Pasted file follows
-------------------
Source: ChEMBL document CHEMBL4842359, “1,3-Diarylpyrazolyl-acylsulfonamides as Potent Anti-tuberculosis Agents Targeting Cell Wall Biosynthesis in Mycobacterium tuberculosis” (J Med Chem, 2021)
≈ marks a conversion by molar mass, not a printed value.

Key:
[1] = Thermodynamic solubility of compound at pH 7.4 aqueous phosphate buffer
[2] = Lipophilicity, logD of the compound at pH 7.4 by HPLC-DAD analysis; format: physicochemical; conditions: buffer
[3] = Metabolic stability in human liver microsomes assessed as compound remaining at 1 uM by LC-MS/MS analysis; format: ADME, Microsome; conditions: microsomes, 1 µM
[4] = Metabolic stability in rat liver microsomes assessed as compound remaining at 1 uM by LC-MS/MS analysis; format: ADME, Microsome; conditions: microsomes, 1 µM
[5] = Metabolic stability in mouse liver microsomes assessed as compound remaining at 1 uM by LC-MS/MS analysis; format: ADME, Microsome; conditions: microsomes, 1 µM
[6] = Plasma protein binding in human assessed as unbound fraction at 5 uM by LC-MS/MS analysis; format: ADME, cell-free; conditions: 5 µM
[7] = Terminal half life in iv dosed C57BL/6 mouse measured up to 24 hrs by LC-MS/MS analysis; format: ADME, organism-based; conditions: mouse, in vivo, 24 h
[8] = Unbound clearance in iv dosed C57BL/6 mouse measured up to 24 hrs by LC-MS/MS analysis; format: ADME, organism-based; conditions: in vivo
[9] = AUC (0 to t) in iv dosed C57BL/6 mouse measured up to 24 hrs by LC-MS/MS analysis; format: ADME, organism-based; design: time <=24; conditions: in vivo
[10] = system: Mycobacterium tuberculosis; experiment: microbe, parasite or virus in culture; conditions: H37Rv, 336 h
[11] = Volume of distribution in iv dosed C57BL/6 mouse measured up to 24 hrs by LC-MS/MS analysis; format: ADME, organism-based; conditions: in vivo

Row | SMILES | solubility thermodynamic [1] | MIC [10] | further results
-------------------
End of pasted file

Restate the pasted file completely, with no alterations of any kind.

Source: ChEMBL document CHEMBL4842359, “1,3-Diarylpyrazolyl-acylsulfonamides as Potent Anti-tuberculosis Agents Targeting Cell Wall Biosynthesis in Mycobacterium tuberculosis” (J Med Chem, 2021)
≈ marks a conversion by molar mass, not a printed value.

Key:
[1] = Thermodynamic solubility of compound at pH 7.4 aqueous phosphate buffer
[2] = Lipophilicity, logD of the compound at pH 7.4 by HPLC-DAD analysis; format: physicochemical; conditions: buffer
[3] = Metabolic stability in human liver microsomes assessed as compound remaining at 1 uM by LC-MS/MS analysis; format: ADME, Microsome; conditions: microsomes, 1 µM
[4] = Metabolic stability in rat liver microsomes assessed as compound remaining at 1 uM by LC-MS/MS analysis; format: ADME, Microsome; conditions: microsomes, 1 µM
[5] = Metabolic stability in mouse liver microsomes assessed as compound remaining at 1 uM by LC-MS/MS analysis; format: ADME, Microsome; conditions: microsomes, 1 µM
[6] = Plasma protein binding in human assessed as unbound fraction at 5 uM by LC-MS/MS analysis; format: ADME, cell-free; conditions: 5 µM
[7] = Terminal half life in iv dosed C57BL/6 mouse measured up to 24 hrs by LC-MS/MS analysis; format: ADME, organism-based; conditions: mouse, in vivo, 24 h
[8] = Unbound clearance in iv dosed C57BL/6 mouse measured up to 24 hrs by LC-MS/MS analysis; format: ADME, organism-based; conditions: in vivo
[9] = AUC (0 to t) in iv dosed C57BL/6 mouse measured up to 24 hrs by LC-MS/MS analysis; format: ADME, organism-based; design: time <=24; conditions: in vivo
[10] = system: Mycobacterium tuberculosis; experiment: microbe, parasite or virus in culture; conditions: H37Rv, 336 h
[11] = Volume of distribution in iv dosed C57BL/6 mouse measured up to 24 hrs by LC-MS/MS analysis; format: ADME, organism-based; conditions: in vivo

Row | SMILES | solubility thermodynamic [1] | MIC [10] | further results